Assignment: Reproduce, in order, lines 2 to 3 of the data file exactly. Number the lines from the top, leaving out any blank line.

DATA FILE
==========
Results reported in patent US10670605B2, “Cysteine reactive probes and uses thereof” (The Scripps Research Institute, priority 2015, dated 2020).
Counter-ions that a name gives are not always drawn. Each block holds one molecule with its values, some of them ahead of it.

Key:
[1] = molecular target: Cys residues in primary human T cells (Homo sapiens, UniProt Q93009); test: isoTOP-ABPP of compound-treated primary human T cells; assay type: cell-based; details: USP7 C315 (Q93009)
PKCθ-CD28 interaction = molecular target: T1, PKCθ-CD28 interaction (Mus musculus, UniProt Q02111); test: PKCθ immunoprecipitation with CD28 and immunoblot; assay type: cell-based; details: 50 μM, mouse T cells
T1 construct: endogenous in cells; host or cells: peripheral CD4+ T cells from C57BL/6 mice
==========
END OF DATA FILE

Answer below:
Counter-ions that a name gives are not always drawn. Each block holds one molecule with its values, some of them ahead of it.

Key: